MONUMENT - What's life like, living in a small town?
That was one of many questions asked of Monument residents as the radio show crew from Oregon Public Broadcasting's program "Think Out Loud" visited the town of 128 last Thursday.
The show's "Our Town" series explores the lives of people in the Northwest, and Monument was the third selected community to receive the spotlight, following Astoria and Camas.
Residents congregated the evening of Jan. 26, at the Monument Senior Center, for a discussion held by host Dave Miller, producer Julie Sabatier and other OPB staff.
Many residents tackled topics of local life: their small school, cellphone reception, employment challenges and impact of absentee landowners, as well as how they deal with the distance to shopping and doctors, and what residents love about their town.
Earl Pettit, superintendent of Monument School, told Miller about the variety he finds on the job. Besides being superintendent, Pettit is the principal, track coach, transportation director and part-time bus driver.
He said went from working as a superintendent over nine principals in Arizona to a school of 45 students.
"It was a $40,000 a year pay cut, and well worth it," he said.
"Since moving here, my family is happy," he said. "There is a freedom that comes with living in Eastern Oregon particularly in Monument."
Part of that freedom, he added, is being able to let his 10-year-old daughter play outside without worrying about sirens going by.
Stephen Binger, a senior at the school, said he appreciates the strong bonds the students are able form with each other and their teachers.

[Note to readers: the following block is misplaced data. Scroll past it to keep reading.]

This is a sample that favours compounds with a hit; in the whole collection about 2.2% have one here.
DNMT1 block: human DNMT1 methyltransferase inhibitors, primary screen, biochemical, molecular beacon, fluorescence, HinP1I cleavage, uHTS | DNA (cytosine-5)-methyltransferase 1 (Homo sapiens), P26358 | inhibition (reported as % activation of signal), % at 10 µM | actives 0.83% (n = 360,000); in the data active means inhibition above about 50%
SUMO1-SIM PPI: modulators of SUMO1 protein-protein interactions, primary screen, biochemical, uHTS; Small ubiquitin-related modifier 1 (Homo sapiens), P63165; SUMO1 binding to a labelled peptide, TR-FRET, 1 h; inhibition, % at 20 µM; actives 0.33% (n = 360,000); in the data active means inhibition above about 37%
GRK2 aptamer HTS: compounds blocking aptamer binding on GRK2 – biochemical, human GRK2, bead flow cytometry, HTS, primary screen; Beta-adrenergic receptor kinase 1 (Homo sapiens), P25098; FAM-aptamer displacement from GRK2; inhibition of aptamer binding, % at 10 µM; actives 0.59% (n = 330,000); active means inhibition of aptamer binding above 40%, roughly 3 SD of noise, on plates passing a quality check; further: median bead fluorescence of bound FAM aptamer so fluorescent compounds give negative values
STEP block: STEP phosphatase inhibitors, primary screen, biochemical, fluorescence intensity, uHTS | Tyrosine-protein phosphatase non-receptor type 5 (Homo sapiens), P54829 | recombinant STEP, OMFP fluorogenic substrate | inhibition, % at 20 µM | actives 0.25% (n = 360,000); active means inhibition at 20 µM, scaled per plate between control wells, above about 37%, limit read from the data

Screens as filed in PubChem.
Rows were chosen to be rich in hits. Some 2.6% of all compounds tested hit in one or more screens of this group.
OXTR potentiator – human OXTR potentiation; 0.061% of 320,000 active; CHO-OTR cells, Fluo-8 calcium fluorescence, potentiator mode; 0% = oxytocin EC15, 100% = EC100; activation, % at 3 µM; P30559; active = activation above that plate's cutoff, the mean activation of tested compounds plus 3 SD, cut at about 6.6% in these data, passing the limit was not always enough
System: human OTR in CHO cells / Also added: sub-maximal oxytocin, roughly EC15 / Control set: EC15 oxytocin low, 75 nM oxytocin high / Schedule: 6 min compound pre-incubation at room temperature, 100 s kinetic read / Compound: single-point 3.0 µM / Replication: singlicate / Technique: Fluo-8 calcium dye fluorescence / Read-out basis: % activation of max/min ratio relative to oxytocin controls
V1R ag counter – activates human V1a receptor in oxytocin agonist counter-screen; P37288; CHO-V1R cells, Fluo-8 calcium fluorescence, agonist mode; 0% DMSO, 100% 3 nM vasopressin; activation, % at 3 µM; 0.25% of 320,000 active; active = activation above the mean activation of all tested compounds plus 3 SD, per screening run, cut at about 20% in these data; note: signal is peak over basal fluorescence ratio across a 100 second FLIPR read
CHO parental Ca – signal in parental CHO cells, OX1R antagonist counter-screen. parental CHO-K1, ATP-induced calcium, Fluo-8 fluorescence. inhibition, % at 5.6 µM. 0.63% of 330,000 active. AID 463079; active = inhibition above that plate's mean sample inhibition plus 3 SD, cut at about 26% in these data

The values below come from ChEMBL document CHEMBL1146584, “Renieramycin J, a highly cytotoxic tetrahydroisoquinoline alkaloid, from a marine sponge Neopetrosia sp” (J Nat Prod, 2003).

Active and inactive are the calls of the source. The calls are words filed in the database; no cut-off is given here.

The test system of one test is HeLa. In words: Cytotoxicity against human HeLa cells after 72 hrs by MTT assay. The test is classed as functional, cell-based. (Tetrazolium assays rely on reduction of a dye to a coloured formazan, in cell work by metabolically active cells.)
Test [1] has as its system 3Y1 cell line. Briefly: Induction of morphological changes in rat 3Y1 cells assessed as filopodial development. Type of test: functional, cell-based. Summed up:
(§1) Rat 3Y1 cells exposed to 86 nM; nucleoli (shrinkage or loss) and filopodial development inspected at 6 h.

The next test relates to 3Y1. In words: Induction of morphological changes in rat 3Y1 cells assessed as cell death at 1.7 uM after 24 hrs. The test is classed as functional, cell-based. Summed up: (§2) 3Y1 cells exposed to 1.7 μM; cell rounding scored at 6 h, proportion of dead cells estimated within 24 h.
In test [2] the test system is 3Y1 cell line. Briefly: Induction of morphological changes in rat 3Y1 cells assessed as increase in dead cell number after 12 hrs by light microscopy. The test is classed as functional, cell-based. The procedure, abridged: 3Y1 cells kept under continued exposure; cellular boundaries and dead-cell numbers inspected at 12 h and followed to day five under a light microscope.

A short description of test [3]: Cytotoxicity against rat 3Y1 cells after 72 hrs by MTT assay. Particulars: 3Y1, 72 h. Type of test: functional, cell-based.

The school is the center of the community, said secretary Jennie Mund. "Everybody cares about the kids and what goes on here," she said.
Although the school is small, the students still have opportunities to broaden their horizons.
Older students are encouraged to take an elective online class - Binger takes video game design - and a trip to China is planned in March.
When Miller asked if the audience would like to have cellphone service, the response was mixed.
Binger said it's not an issue that concerns him.
He got a laugh from the audience when he said the odds are that the friends he'd want to call "would be sitting next to me."
Others, however, felt cell service would be helpful for their jobs or when they had a flat tire, and Joe Duncan noted that those with medical issues would benefit.
With no regular doctor in Monument, residents usually make the 60-mile journey to John Day for an office visit or a longer trip to Bend.
Mund said she usually tries to combine trips to the doctor with grocery shopping.
There is an alternative for some medical needs, however. Shawna Clark, a family nurse practitioner at Strawberry Wilderness Community Clinic, said she comes to Monument for satellite clinics twice a month, seeing patients for immunizations, lacerations and illnesses.
"We're busy," she said, "and getting busier and busier, as more people know we're coming."
EMT Heather Riggs said the town is proud to have 11 volunteer EMTs, and the residents know they can call on them anytime.
"They will get the best treatment possible," she said.
Another subject was the pros and cons of absentee landowners.
Residents gave mixed views, noting that some of the distant owners don't take care of weeds on their property and don't bother "settle roots down," while others do keep up landscape maintenance and contribute to the community.
Rebecca Grassl moved her family from La Grande, where she'd lived for 12 years, back to Monument where she grew up.
In Monument, "everyone knows you and wants to know you," she said.
She added that what Monument really needs is jobs, but she's glad to have her mother and a sister nearby as she raises her 6-month-old twins.
"It's God's country out here," she said. "You have to see it to believe it."
Jack Cavendar, 91, has seen a lot changes over the years in Monument, including the addition of paved roads, a water system and many trees.
"The community itself is pretty much the same," he said, adding that Monument's residents live there because they want to.
"I'm real comfortable here myself," he said. "I've lived here for 60 years now, and I have no complaints."